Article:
German foreign minister on Trump: 'Many things are irritating us'


German Foreign Minister Sigmar Gabriel says it's a "decisive period" for US-European relations.

While he's "optimistic" about working with President Trump, "admittedly, many things are irritating us," Gabriel said Tuesday in Berlin.

"We should not only respond to messages or tweets, we should ask what is our role" in proactively shaping policy, said Gabriel at the German-American Conference, a meeting of US and German government and business leaders.

As Germany's top diplomat, Gabriel is emerging as someone willing to stand up to Trump on the world stage. He made headlines recently for calling Ivanka Trump's visit to Germany "nepotism." On Wednesday, Gabriel is set to meet with US Secretary of State Rex Tillerson in Washington DC.

The Trump Administration has made it clear that it thinks Germany should spend a lot more money on its military. Tillerson says Germany can afford to spend at least 2% of its $3.5 trillion GDP on defense. At the moment, Germany spends closer to 1%.

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Gabriel has repeatedly dismissed the 2% goal as neither "reachable nor desirable." But he did say this week that "Europe must develop hard power" if it is going to maintain a top leadership role on the world stage alongside the US and China.

He's also not happy about the Trump Administration's threats to erect trade barriers and to pull out of the Paris Agreement on climate change and the Iran nuclear deal.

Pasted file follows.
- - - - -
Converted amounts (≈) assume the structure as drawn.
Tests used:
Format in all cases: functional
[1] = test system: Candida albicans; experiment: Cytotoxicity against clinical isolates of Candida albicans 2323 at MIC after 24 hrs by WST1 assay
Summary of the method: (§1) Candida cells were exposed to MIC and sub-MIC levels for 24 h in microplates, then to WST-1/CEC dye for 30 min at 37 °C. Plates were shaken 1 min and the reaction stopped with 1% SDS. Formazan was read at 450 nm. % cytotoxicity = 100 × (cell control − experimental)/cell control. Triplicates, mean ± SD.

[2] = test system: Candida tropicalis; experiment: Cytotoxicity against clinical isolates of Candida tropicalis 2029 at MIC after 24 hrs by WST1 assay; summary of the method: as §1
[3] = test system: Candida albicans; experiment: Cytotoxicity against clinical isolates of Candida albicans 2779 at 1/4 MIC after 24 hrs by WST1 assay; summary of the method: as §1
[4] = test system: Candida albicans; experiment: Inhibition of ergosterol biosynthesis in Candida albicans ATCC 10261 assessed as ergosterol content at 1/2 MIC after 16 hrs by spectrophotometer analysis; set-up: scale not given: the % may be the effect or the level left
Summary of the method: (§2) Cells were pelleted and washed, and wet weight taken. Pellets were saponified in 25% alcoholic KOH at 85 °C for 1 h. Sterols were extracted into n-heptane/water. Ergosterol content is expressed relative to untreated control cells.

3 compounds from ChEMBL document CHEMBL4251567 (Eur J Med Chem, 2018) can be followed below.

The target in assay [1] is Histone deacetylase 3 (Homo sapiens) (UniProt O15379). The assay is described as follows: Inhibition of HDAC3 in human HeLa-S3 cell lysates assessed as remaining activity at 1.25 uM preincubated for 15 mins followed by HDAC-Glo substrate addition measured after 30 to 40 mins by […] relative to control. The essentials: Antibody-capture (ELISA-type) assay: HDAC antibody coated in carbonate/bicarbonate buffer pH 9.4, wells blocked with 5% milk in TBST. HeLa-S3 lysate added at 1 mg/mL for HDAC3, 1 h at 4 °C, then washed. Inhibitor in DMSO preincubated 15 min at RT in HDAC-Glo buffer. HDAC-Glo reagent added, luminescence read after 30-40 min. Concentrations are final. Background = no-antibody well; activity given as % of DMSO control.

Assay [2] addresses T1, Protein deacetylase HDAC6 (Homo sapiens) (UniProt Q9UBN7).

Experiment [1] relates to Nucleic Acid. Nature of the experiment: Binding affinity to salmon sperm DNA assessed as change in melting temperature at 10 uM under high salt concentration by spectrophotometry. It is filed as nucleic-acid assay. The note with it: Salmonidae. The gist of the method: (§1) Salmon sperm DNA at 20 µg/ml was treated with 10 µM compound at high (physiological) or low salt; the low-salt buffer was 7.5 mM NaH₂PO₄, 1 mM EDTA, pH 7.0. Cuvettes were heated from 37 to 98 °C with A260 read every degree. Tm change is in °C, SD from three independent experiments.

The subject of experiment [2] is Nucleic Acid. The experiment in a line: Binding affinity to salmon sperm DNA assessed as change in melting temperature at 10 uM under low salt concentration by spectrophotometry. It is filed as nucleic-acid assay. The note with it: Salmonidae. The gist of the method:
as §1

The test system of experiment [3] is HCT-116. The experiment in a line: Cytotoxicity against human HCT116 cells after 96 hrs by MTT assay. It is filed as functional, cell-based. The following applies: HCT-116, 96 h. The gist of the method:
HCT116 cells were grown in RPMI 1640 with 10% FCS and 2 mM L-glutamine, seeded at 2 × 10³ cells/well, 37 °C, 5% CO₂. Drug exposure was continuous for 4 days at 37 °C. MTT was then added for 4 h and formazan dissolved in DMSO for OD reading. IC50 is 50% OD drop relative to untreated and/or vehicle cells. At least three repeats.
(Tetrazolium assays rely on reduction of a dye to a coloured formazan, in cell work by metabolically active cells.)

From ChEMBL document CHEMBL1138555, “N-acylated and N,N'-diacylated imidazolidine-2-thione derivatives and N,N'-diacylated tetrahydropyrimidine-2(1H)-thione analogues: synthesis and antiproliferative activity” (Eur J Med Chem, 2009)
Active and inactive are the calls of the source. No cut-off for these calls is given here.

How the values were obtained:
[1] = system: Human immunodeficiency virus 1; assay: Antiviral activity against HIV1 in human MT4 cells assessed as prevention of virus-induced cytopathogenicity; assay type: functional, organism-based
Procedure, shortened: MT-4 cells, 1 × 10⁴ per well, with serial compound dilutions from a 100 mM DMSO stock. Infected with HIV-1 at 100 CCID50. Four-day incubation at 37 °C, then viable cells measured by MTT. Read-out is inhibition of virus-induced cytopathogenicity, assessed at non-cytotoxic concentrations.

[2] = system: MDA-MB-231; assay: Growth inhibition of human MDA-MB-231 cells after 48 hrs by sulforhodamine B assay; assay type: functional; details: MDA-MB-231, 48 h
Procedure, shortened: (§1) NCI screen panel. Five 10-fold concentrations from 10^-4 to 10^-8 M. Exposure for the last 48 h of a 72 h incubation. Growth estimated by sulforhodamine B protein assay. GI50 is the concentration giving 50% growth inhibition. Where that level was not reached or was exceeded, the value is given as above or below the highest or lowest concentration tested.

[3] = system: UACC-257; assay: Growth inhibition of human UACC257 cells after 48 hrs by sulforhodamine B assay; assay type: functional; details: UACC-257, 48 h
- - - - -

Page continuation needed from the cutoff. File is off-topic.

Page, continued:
"It's in the long-term interest of all of humanity that the US doesn't quit" the Paris Agreement, Gabriel said on the eve of his trip to the US.

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Gabriel believes the biggest challenge today is convincing people outside of the elites that globalization is working.

"We have to bring those parts of our societies in contact that don't meet regularly in the frequent flyer lounge in Frankfurt," Gabriel said at the conference, which was hosted by the Atlantik-Brucke and the American Council on Germany.

A lawyer in Boston has more in common today with a lawyer in London or Berlin than he or she does with a farmer in Iowa, Gabriel argued. He says we can't ignore the farmers.

"This is our challenge if we don't want our relations to erode even more," Gabriel told the crowd in Berlin.

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